The Texas Board of Bible Studies. Motoko Rich of the New York Times: "The Texas Board of Education on Friday delayed final approval of a widely used biology textbook because of concerns raised by one reviewer that it presents evolution as fact rather than theory. The monthslong textbook review process in Texas has been controversial because a number of people selected this year to evaluate publishers' submissions do not accept evolution or climate change as scientific truth. On Friday, the state board, which includes several members who hold creationist views, voted to recommend 14 textbooks in biology and environmental science. But its approval of 'Biology,' a highly regarded textbook by Kenneth R. Miller, a biologist at Brown University, and Joseph S. Levine, a science journalist, and published by Pearson Education, was contingent upon an expert panel determining whether any corrections are warranted. Until the panel rules on the alleged errors, Pearson will not be able to market its book as approved by the board to school districts in Texas."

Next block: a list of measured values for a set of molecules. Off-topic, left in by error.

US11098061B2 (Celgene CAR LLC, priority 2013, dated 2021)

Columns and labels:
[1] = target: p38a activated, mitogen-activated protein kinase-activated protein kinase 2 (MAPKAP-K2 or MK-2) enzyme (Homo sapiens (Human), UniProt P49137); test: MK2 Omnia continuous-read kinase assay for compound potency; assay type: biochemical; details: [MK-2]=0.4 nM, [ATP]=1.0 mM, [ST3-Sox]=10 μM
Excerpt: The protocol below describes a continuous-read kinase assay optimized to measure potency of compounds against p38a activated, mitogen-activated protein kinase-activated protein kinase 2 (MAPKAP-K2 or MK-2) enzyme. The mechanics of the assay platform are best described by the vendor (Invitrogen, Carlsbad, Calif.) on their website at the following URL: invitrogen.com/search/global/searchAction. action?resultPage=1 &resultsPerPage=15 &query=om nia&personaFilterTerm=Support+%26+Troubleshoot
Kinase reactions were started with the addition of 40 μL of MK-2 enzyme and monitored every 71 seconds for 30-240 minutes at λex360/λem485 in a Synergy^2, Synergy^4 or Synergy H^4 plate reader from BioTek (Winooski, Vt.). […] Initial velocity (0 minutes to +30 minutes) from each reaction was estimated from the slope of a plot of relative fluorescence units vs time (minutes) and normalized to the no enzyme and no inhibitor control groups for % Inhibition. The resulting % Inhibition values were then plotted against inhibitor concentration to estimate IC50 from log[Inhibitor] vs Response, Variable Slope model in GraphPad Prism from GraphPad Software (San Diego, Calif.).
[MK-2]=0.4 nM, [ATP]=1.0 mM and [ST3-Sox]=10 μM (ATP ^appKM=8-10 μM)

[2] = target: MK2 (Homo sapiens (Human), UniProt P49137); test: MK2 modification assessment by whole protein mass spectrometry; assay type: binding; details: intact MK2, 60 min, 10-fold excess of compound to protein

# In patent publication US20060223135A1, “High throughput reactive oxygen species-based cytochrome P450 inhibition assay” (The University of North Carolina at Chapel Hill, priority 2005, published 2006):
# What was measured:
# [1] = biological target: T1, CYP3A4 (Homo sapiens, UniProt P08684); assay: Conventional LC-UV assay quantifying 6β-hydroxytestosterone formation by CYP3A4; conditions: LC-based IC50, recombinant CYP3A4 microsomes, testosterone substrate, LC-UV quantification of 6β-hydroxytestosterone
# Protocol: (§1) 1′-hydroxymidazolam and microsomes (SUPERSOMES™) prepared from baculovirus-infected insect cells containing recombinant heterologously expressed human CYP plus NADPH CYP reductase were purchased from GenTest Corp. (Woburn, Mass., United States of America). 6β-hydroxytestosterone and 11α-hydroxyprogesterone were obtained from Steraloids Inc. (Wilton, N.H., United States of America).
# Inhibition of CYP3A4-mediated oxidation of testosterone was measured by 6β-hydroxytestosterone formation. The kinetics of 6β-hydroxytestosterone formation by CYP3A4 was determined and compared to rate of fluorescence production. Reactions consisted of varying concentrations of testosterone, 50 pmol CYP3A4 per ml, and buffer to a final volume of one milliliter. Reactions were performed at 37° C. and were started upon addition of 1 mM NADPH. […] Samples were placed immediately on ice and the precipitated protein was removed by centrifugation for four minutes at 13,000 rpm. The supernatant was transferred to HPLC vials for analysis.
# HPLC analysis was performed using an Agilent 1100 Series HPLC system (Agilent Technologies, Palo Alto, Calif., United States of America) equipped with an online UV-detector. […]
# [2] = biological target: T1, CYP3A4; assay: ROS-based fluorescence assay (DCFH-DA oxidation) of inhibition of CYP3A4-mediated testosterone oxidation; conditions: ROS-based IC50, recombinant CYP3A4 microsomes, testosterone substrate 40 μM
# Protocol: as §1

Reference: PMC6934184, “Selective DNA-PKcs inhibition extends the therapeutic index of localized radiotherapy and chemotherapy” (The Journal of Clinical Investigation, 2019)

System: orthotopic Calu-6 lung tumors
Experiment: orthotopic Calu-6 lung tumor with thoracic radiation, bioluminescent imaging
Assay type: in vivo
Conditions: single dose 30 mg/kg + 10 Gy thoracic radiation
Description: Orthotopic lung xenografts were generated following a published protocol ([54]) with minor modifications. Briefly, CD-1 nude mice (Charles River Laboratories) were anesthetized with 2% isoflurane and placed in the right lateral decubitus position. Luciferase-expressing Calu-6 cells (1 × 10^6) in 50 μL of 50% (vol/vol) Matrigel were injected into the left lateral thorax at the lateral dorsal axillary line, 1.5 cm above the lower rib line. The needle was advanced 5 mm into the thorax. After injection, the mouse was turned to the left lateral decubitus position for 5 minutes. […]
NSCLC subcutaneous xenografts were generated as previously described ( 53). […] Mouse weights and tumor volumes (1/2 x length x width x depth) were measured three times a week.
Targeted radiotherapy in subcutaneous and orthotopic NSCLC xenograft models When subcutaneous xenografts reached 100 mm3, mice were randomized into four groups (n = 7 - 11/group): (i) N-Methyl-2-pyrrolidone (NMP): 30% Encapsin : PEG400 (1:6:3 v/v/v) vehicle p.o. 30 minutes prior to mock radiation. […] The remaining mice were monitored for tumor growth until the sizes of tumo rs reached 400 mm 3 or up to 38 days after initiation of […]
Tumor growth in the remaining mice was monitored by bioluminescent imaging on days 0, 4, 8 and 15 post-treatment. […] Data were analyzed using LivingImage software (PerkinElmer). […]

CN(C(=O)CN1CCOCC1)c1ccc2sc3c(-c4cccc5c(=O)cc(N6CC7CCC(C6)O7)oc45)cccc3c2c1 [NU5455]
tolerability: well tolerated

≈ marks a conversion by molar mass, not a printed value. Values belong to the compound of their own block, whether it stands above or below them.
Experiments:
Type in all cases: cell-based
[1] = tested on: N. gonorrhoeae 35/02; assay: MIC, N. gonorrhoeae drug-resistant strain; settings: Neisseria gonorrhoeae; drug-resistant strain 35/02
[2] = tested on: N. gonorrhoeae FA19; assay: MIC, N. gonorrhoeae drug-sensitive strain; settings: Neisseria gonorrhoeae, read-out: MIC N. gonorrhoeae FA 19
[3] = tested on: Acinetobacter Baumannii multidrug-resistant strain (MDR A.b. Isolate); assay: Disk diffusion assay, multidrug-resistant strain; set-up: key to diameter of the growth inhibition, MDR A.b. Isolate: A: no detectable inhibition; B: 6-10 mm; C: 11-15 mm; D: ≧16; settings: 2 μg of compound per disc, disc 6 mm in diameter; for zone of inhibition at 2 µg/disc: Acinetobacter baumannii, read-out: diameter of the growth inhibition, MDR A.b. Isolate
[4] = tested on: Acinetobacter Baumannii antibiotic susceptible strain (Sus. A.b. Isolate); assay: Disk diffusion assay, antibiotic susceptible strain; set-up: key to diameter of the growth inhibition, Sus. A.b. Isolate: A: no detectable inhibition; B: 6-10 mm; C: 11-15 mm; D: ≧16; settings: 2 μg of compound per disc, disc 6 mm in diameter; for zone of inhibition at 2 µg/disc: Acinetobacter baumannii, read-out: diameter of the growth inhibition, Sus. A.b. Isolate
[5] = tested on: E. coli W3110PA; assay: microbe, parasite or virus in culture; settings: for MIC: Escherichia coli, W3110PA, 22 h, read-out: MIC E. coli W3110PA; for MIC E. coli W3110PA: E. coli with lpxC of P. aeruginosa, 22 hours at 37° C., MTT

New York Times: "As Secretary of State John Kerry and top diplomats from five other world powers swept into Geneva this weekend for the second time in two weeks, they struggled to complete a groundbreaking agreement with Iran that would temporarily freeze Tehran's nuclear program and lay the foundation for a more comprehensive accord."